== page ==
By day, Hawai’i is known for its lush, tropical scenery, sun-soaked beaches, and historic locations. But by night, the Hukai’po begin their ghostly march, obake linger in the shadows, the choking demon waits for the perfect moment to strike, and many tourists and locals alike are reminded that Hawai’i is a place for cultural ghost stories to come alive.
Hawai’i has a rich history thanks to its mix of native and immigrant cultures. Stories of spirits interacting with the living have been passed down through generations across the islands, and some persist today. It’s not uncommon to talk to locals and find that at least one person in every household has had a supernatural experience.
If you’re looking for a thrilling time on the islands this Halloween, check out some of these well-known haunted locations below:
1. O’ahu Ghost Tours
According to the Oahu Ghost Tours website, “O’ahu is said to be one of the most haunted islands in the world and is akin to Savannah, Georgia, New Orleans, Louisiana and St. Augustine, Florida with its share of ghost sightings and stories.” The tour operates year-round and focuses on spots with gory histories, including sites of ancient sacrifices and old hospitals that housed sick children during World War II. As a bonus, all of their guides have had a personal experience with the supernatural.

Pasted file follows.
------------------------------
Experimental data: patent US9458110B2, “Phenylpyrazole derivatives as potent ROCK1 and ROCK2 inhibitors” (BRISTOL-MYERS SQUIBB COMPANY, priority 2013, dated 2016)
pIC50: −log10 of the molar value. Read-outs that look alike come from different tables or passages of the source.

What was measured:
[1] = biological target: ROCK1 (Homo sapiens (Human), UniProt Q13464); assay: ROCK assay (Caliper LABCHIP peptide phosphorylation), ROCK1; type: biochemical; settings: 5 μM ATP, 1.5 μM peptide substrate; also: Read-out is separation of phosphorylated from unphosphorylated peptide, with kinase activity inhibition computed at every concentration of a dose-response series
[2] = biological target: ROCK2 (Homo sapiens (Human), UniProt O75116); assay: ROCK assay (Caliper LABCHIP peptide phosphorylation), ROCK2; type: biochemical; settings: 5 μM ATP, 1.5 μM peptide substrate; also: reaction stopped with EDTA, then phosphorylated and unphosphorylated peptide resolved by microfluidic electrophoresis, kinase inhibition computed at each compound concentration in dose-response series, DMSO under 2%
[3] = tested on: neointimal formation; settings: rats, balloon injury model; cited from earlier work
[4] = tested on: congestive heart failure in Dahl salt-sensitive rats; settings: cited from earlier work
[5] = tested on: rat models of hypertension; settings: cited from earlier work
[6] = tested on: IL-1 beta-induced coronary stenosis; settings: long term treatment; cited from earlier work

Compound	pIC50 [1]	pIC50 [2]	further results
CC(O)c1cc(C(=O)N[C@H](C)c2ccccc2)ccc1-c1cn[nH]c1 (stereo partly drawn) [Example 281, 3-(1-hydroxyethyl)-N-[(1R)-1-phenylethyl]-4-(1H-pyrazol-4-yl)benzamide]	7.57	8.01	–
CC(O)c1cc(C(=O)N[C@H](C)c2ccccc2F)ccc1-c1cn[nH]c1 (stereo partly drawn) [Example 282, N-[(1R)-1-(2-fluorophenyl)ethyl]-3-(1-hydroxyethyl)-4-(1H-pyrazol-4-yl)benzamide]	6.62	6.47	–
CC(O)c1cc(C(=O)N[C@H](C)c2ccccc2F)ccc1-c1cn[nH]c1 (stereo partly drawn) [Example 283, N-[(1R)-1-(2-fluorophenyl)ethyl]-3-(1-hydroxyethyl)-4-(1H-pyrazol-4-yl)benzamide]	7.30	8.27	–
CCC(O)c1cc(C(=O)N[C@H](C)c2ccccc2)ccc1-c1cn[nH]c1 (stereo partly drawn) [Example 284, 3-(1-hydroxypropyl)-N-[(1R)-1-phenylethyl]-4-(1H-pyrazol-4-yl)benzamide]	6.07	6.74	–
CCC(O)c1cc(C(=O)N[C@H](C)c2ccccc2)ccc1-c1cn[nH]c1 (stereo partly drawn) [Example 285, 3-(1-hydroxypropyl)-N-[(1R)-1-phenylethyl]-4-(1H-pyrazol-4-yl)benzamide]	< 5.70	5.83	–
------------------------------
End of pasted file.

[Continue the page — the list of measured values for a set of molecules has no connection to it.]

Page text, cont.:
2. Manoa Falls Trail
A banyan tree marks the beginning of the Manoa Falls Trail, which is said to be frequented by the Hukai’po or Night Marchers. If you are hiking on this trail listen for the beating of drums, and the sound of conch shells being blown, as these mark the arrival of the Night Marchers. Originally guards of Hawaiian royalty or even Gods, the spirits have no legs but make their way along this trail, and have been spotted many times near the banyan tree. Commoners were not allowed to look at royalty, and the guards would instantly kill anyone who tried to do so. If you hear the approach of Night Marchers, you should lay down on the ground and not look up until they pass.
3. Honolulu Airport
If you’re flying into Honolulu Airport, be on the lookout for the Lady in Waiting. This ghostly figure is said to be wearing a white dress and has blonde hair. According to legend, she fell in love with a man who promised to marry her, but he took off on an international flight and never returned. She’s been seen at night looking out at the runway or in security clearance zones where the public does not have access.
4. Hilton Hawaiian Village
The largest resort in Hawaii is always bustling with activity, even of the paranormal variety. The hotel sits on land that was once a Hawaiian fishing village. At night, guests have reported seeing a woman in a red dress wandering in the halls or on the beach suddenly vanish into thin air. Some say she appears as a beautiful young woman while others say she is an older lady, possibly a village elder from the fishing village.
1. The ’Iao Theatre